When the No. 8 Kentucky Wildcats travel to Gainesville on Sunday for a matchup with No. 1 Florida, it will feature two of the most potent offenses in not only the SEC, but the entire country as well.
Currently, the Cats are fourth in the NCAA in hitting percentage, hitting an impressive average of .329 for the season. Florida isn’t far behind, though, as the Gators are 15th in the country, hitting .278. While Kentucky’s hitting percentage is certainly better than Florida’s, it’s the Gators’ defense that makes them such a tough matchup for their opponents.
As of today, Florida is fifth in the nation in blocks per set, blocking an astounding 3.13 balls during each frame. This is mainly due to their impressive middle duo of 6’4” senior Rhamat Alhassan and 6’8” sophomore Rachael Kramer. Alhassan is currently the second-best player in the country in this category, sending back 1.72 balls per set herself.
While Kentucky’s offense has certainly been firing on all cylinders lately, they haven’t faced an opponent of this caliber since their loss at Kansas over a month ago. In order to knock off the last remaining undefeated team in the country, the Cats are going to have to have their best offensive performance to date.
Thankfully, UK has some star underclassmen who certainly know how to terminate the ball when the Cats need a kill. Sophomore Leah Edmond is currently second in the SEC in kills per set with 4.10, while freshman standout Avery Skinner is seventh with 3.42. In order for Kentucky to be successful, UK’s hitters must find a way to hit around Florida’s imposing block at the net or use it to their own advantage.
One of the ways to play around a block as big as Florida’s is by terminating balls quickly in transition.
“Can we kill the ball in transition? It’s something we’ve been focusing a lot on so I think that’s gonna be the key,” said head coach Craig Skinner.
If Kentucky can have a solid game in serve-receive and quickly get the ball to setter Madison Lilley, their hitters will have a chance to attack the ball before the Gators’ block can get set at the net.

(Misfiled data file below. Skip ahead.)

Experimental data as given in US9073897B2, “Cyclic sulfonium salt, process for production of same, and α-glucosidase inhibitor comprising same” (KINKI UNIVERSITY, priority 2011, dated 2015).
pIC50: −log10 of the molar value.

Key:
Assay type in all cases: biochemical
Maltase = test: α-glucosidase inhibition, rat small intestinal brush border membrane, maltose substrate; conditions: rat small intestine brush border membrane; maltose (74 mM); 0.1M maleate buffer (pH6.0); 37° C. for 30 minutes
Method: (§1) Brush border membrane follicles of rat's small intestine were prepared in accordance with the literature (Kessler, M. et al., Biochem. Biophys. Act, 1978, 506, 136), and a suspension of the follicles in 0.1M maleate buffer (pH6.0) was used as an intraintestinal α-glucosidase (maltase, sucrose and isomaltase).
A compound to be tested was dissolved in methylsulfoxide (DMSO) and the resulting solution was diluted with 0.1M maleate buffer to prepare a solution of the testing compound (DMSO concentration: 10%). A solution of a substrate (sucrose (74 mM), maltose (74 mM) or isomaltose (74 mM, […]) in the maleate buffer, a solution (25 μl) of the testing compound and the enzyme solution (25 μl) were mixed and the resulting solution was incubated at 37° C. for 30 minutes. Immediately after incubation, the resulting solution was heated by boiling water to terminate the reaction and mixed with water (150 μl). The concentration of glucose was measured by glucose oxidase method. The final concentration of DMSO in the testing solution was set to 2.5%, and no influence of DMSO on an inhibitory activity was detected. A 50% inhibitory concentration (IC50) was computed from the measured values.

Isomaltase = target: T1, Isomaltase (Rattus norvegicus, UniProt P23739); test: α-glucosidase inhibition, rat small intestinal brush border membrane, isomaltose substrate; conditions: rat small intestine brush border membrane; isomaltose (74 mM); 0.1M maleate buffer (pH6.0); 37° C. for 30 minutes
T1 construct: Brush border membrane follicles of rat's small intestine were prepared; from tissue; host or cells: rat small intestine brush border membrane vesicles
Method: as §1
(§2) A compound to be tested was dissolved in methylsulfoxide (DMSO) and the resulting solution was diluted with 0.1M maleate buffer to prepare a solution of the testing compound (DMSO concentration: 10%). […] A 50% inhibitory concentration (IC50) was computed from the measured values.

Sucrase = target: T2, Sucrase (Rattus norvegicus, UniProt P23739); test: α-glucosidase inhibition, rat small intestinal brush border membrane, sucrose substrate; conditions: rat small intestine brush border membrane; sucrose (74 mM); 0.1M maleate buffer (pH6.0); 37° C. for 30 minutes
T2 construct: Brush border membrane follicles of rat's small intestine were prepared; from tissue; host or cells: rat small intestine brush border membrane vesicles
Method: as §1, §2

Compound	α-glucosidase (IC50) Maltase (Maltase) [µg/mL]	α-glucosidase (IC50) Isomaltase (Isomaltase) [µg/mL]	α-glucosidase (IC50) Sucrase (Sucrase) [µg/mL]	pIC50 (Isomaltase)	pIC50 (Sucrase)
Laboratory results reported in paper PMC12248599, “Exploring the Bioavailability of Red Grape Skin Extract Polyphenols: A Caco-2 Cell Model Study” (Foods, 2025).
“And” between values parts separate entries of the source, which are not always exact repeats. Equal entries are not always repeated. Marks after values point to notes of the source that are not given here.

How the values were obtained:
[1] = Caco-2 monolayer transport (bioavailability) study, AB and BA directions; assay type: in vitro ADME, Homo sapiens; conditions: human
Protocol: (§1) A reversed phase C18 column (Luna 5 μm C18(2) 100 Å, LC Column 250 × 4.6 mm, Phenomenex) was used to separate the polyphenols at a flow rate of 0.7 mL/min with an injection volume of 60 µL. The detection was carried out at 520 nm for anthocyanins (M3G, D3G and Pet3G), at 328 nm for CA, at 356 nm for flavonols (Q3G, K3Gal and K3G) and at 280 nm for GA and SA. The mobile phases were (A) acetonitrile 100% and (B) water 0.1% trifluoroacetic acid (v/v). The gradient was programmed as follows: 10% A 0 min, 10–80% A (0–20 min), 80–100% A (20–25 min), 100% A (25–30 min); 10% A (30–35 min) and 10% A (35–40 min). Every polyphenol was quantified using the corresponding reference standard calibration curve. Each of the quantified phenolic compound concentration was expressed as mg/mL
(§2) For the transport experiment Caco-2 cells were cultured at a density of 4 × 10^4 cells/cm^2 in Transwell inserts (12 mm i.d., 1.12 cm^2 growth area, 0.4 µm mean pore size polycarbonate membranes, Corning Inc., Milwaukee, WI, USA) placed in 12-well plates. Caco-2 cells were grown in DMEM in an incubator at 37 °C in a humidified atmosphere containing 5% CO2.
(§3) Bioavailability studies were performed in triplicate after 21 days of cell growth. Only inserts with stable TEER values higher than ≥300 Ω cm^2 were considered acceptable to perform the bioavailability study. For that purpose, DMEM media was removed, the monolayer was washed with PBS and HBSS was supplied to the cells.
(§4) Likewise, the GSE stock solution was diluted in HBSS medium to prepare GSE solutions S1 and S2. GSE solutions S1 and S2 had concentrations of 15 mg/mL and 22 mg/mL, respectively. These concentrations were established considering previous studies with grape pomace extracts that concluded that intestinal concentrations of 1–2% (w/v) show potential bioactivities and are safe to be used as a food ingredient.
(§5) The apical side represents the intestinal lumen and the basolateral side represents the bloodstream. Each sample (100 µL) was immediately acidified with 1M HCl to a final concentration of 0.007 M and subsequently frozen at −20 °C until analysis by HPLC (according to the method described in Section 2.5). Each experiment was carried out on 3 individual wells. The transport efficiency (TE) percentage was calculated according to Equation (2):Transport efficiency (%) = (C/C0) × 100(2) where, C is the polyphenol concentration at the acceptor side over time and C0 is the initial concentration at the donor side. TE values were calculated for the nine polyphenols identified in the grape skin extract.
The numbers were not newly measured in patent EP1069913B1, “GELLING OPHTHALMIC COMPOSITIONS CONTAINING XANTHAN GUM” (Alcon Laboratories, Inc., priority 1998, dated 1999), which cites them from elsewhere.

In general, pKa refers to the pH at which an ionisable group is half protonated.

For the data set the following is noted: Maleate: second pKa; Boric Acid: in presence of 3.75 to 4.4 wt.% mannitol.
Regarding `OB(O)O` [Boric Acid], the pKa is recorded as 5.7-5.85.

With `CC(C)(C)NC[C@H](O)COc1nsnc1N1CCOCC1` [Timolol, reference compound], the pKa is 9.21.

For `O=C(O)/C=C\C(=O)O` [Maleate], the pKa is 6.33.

However, a potent offense won’t be enough to stop Florida. UK’s defense is going to have to have a strong game as well, especially at the net.
“If your block doesn’t get involved it’s very hard for the back row to dig the ball and then transition it into offense,” said Skinner.
When the Cats knocked off Florida last year in Gainesville, they had 11 blocks as a team. Seven of those came from Kaz Brown, one of Kentucky’s two senior middle blockers. UK’s other middle, Emily Franklin, sits at third in the conference with 1.43 blocks per set, while Brown comes in at fifth with 1.29. If the Wildcats can get some solid production at the net from their middle blockers like they did in last year’s victory, their back line will have a much easier time picking some of the harder-hit balls off the floor.
If the Cats want to move into sole possession of the top spot in the SEC, it’s going to take some strong performances on both the offensive and defensive sides of the floor. With a block as big as Florida’s, it’s important that Kentucky’s hitters attack the ball quickly to prevent the Gators’ block from getting into position. On the other hand, UK’s middle blockers have to have a strong game out of the middle to allow their back line to dig balls up. If the Cats can accomplish that, there might just be a new leader in the SEC after tomorrow.